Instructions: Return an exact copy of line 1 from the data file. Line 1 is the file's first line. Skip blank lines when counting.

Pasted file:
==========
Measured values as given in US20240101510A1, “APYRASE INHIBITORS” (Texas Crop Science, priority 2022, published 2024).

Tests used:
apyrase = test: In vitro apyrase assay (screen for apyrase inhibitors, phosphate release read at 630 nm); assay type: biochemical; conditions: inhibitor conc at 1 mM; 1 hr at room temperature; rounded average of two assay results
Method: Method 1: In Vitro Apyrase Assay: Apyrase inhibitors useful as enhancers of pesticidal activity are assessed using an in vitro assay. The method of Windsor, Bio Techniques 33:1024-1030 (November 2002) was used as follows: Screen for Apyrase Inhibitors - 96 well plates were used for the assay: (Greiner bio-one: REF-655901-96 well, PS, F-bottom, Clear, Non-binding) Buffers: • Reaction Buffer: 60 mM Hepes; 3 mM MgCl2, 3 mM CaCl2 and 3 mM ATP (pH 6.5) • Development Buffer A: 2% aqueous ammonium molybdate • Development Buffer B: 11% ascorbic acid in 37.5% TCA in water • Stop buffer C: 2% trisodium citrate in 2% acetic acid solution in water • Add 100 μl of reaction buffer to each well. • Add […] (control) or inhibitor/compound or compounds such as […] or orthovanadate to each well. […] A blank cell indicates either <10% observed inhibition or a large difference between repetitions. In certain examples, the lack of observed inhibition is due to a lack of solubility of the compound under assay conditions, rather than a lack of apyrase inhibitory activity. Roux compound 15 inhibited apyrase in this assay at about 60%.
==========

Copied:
Measured values as given in US20240101510A1, “APYRASE INHIBITORS” (Texas Crop Science, priority 2022, published 2024).